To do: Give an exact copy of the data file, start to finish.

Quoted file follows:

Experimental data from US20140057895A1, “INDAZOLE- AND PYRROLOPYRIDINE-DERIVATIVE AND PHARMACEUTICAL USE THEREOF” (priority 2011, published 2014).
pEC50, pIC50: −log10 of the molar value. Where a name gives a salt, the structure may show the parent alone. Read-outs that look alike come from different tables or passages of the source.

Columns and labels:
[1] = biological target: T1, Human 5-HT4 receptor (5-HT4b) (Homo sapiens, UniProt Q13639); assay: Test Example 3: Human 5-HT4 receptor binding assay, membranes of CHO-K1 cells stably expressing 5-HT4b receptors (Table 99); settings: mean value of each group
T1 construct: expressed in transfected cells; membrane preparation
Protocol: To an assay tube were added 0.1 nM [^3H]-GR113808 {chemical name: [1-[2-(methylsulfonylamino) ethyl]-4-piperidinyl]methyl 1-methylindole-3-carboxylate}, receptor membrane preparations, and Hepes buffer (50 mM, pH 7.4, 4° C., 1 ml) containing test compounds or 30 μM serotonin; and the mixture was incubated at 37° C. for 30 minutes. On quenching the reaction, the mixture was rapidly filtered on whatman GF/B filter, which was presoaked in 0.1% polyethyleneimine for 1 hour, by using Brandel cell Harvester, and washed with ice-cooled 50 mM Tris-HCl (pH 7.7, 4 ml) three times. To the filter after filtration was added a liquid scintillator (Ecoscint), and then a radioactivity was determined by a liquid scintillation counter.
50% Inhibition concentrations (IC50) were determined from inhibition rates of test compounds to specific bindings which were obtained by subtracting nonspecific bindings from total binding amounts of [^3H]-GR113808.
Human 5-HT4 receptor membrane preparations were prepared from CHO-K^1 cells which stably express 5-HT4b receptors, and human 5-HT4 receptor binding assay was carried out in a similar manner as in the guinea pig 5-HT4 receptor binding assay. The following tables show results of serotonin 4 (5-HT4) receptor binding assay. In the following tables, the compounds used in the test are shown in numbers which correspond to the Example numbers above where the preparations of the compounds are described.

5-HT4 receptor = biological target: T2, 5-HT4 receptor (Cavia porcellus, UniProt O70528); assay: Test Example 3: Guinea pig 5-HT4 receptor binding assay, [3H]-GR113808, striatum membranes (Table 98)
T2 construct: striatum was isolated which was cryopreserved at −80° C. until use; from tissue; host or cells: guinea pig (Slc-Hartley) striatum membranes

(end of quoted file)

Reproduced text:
Experimental data from US20140057895A1, “INDAZOLE- AND PYRROLOPYRIDINE-DERIVATIVE AND PHARMACEUTICAL USE THEREOF” (priority 2011, published 2014).
pEC50, pIC50: −log10 of the molar value. Where a name gives a salt, the structure may show the parent alone. Read-outs that look alike come from different tables or passages of the source.

Columns and labels:
[1] = biological target: T1, Human 5-HT4 receptor (5-HT4b) (Homo sapiens, UniProt Q13639); assay: Test Example 3: Human 5-HT4 receptor binding assay, membranes of CHO-K1 cells stably expressing 5-HT4b receptors (Table 99); settings: mean value of each group
T1 construct: expressed in transfected cells; membrane preparation
Protocol: To an assay tube were added 0.1 nM [^3H]-GR113808 {chemical name: [1-[2-(methylsulfonylamino) ethyl]-4-piperidinyl]methyl 1-methylindole-3-carboxylate}, receptor membrane preparations, and Hepes buffer (50 mM, pH 7.4, 4° C., 1 ml) containing test compounds or 30 μM serotonin; and the mixture was incubated at 37° C. for 30 minutes. On quenching the reaction, the mixture was rapidly filtered on whatman GF/B filter, which was presoaked in 0.1% polyethyleneimine for 1 hour, by using Brandel cell Harvester, and washed with ice-cooled 50 mM Tris-HCl (pH 7.7, 4 ml) three times. To the filter after filtration was added a liquid scintillator (Ecoscint), and then a radioactivity was determined by a liquid scintillation counter.
50% Inhibition concentrations (IC50) were determined from inhibition rates of test compounds to specific bindings which were obtained by subtracting nonspecific bindings from total binding amounts of [^3H]-GR113808.
Human 5-HT4 receptor membrane preparations were prepared from CHO-K^1 cells which stably express 5-HT4b receptors, and human 5-HT4 receptor binding assay was carried out in a similar manner as in the guinea pig 5-HT4 receptor binding assay. The following tables show results of serotonin 4 (5-HT4) receptor binding assay. In the following tables, the compounds used in the test are shown in numbers which correspond to the Example numbers above where the preparations of the compounds are described.

5-HT4 receptor = biological target: T2, 5-HT4 receptor (Cavia porcellus, UniProt O70528); assay: Test Example 3: Guinea pig 5-HT4 receptor binding assay, [3H]-GR113808, striatum membranes (Table 98)
T2 construct: striatum was isolated which was cryopreserved at −80° C. until use; from tissue; host or cells: guinea pig (Slc-Hartley) striatum membranes